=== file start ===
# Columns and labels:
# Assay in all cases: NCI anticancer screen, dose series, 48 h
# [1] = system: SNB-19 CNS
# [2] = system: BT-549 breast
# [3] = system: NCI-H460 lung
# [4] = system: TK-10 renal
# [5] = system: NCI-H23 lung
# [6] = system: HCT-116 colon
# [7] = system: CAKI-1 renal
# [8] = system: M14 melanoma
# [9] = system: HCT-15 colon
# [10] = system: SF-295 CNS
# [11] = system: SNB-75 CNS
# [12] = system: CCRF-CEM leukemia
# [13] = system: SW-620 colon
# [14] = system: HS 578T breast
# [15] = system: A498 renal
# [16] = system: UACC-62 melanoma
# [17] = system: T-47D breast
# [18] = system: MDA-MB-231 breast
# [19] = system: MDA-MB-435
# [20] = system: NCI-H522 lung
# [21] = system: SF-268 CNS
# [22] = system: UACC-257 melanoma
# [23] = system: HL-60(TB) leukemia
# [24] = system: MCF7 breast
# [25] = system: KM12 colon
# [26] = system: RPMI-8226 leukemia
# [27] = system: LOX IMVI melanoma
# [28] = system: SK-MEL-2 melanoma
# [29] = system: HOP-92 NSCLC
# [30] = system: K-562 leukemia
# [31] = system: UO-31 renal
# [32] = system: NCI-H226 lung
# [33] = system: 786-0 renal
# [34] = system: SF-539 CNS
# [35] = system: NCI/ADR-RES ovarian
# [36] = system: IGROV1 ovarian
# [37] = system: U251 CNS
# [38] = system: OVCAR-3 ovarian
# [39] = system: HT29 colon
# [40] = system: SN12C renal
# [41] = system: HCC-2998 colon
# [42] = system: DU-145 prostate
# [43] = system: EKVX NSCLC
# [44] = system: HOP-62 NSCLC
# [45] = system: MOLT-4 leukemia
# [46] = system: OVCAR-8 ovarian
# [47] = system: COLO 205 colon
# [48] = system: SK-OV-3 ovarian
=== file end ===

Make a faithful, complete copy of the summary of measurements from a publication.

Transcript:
# Columns and labels:
# Assay in all cases: NCI anticancer screen, dose series, 48 h
# [1] = system: SNB-19 CNS
# [2] = system: BT-549 breast
# [3] = system: NCI-H460 lung
# [4] = system: TK-10 renal
# [5] = system: NCI-H23 lung
# [6] = system: HCT-116 colon
# [7] = system: CAKI-1 renal
# [8] = system: M14 melanoma
# [9] = system: HCT-15 colon
# [10] = system: SF-295 CNS
# [11] = system: SNB-75 CNS
# [12] = system: CCRF-CEM leukemia
# [13] = system: SW-620 colon
# [14] = system: HS 578T breast
# [15] = system: A498 renal
# [16] = system: UACC-62 melanoma
# [17] = system: T-47D breast
# [18] = system: MDA-MB-231 breast
# [19] = system: MDA-MB-435
# [20] = system: NCI-H522 lung
# [21] = system: SF-268 CNS
# [22] = system: UACC-257 melanoma
# [23] = system: HL-60(TB) leukemia
# [24] = system: MCF7 breast
# [25] = system: KM12 colon
# [26] = system: RPMI-8226 leukemia
# [27] = system: LOX IMVI melanoma
# [28] = system: SK-MEL-2 melanoma
# [29] = system: HOP-92 NSCLC
# [30] = system: K-562 leukemia
# [31] = system: UO-31 renal
# [32] = system: NCI-H226 lung
# [33] = system: 786-0 renal
# [34] = system: SF-539 CNS
# [35] = system: NCI/ADR-RES ovarian
# [36] = system: IGROV1 ovarian
# [37] = system: U251 CNS
# [38] = system: OVCAR-3 ovarian
# [39] = system: HT29 colon
# [40] = system: SN12C renal
# [41] = system: HCC-2998 colon
# [42] = system: DU-145 prostate
# [43] = system: EKVX NSCLC
# [44] = system: HOP-62 NSCLC
# [45] = system: MOLT-4 leukemia
# [46] = system: OVCAR-8 ovarian
# [47] = system: COLO 205 colon
# [48] = system: SK-OV-3 ovarian